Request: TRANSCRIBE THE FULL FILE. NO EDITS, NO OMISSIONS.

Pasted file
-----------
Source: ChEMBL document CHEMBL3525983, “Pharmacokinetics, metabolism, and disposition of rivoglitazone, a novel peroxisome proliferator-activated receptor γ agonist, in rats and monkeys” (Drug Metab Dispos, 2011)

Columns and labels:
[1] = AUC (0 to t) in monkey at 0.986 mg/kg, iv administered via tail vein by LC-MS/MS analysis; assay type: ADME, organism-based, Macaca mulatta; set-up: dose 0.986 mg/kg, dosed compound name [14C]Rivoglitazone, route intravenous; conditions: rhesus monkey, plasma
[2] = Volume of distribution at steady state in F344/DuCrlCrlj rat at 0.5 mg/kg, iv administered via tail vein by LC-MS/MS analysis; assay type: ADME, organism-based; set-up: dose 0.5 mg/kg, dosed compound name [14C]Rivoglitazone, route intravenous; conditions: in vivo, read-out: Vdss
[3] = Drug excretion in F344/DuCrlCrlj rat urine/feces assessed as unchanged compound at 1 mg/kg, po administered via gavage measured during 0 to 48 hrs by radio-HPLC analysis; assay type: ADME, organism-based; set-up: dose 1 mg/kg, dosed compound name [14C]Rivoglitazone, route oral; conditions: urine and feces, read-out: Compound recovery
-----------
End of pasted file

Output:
Source: ChEMBL document CHEMBL3525983, “Pharmacokinetics, metabolism, and disposition of rivoglitazone, a novel peroxisome proliferator-activated receptor γ agonist, in rats and monkeys” (Drug Metab Dispos, 2011)

Columns and labels:
[1] = AUC (0 to t) in monkey at 0.986 mg/kg, iv administered via tail vein by LC-MS/MS analysis; assay type: ADME, organism-based, Macaca mulatta; set-up: dose 0.986 mg/kg, dosed compound name [14C]Rivoglitazone, route intravenous; conditions: rhesus monkey, plasma
[2] = Volume of distribution at steady state in F344/DuCrlCrlj rat at 0.5 mg/kg, iv administered via tail vein by LC-MS/MS analysis; assay type: ADME, organism-based; set-up: dose 0.5 mg/kg, dosed compound name [14C]Rivoglitazone, route intravenous; conditions: in vivo, read-out: Vdss
[3] = Drug excretion in F344/DuCrlCrlj rat urine/feces assessed as unchanged compound at 1 mg/kg, po administered via gavage measured during 0 to 48 hrs by radio-HPLC analysis; assay type: ADME, organism-based; set-up: dose 1 mg/kg, dosed compound name [14C]Rivoglitazone, route oral; conditions: urine and feces, read-out: Compound recovery